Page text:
Singapore’s commodities trading has seen scandals, keeping lawyers busy helping clients detect and mitigate fraudulent activity. Baldev Bhinder, the managing director of Blackstone & Gold LLC, discusses vulnerabilities in commodities trading, including fraud susceptibility, asset recovery challenges, and potential recovery avenues.


What does BlackStone & Gold do?

We specialize in energy, trade financing and commodities disputes, but our niche expertise is in trade fraud. Our capabilities naturally extend to asset recovery across the world, where legal experience, sector expertise and agility are critical.

Which commodity type is most susceptible to fraud?

No one commodity is particularly susceptible although fraud in oil trading tends to make the news. Its probably due to the large sums involved (up to $100m per vessel) and use of loose indemnity documents. But fraud happens equally in metals and agri-commodities as well.

What is the single most vulnerable aspect of commodities trading to fraud?

Most say it’s the paper bill of lading (a title document) because it can get altered or photocopied to facilitate a fraud. But I say receivables are the Achilles’ heel. Receivables can distort the health of a company, masking big losses by the creation of fake invoices from third parties or indirectly controlled entities.

What are some of the problems with asset recovery when dealing with commodities fraud?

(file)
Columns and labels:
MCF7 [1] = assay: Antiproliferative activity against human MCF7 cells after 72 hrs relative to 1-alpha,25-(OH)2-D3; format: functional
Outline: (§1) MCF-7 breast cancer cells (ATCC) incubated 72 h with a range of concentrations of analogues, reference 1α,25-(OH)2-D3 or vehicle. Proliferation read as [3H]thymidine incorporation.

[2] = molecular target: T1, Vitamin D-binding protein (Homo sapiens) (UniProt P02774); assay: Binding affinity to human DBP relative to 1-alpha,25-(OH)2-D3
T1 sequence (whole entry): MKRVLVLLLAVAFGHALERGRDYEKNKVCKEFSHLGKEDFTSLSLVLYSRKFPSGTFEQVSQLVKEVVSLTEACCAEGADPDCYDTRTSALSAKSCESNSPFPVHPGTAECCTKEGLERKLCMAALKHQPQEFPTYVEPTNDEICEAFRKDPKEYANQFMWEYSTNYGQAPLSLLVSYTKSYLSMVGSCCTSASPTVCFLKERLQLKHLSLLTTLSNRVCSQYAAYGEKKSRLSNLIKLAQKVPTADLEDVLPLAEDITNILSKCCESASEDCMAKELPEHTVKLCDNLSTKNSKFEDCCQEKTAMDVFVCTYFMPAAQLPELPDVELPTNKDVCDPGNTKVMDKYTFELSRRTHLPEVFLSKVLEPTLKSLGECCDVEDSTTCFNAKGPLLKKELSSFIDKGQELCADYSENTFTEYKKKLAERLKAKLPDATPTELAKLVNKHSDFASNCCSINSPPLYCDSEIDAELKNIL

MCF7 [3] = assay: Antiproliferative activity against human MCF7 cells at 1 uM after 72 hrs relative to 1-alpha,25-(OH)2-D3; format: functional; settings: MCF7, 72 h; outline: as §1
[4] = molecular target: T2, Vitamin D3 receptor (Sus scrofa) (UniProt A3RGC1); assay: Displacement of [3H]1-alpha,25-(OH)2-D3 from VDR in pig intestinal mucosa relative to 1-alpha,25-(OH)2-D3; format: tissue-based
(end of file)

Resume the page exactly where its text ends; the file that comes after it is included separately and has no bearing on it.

Our core skill set is to spot vulnerabilities and marshal teams of lawyers and investigators to track assets internationally at short notice. Speed and momentum is vital. Asset recovery in commodities is unique because the first port of call would be to enforce security over the goods which sometimes reveal the weaknesses in such structures. The notion of security in commodities, allows a creditor in theory to take control and resell the goods in case of default but in practice, the creditors might struggle without the necessary possession, control or local know-how to seize and sell the goods when dealing with concepts such as retention of title, pledges and charges.

What about seeking recovery from third parties?

International trade can involve third-party custodians such as vessel owners, tank or warehouse operators who by virtue of their contractual documents might hold the goods on behalf of the owner and hence become liable for it, creating a further avenue of recovery.

If there’s a fraud, can’t a freezing injunction be used?

Freezers tend to be the knee-jerk reaction to fraud. If used properly, it can be the atomic bomb its meant to be but far too often, its poorly under-stood and deployed, making it a rather blunt tool. Enforcing a global freezing order in different jurisdictions might not be automatic or straightforward, taking away the element of surprise. Even when recognised, the injunction does not prevent the debtor from paying debts in the ordinary course of business – in that regard, it doesn’t give the creditor a priority over other creditors.– a creditor still needs to obtain the requisite judgments before enforcement. Sometimes insolvency might be a better option to clawback certain dubious transactions.


Baldev Bhinder
Managing Director,

Blackstone & Gold LLC, Singapore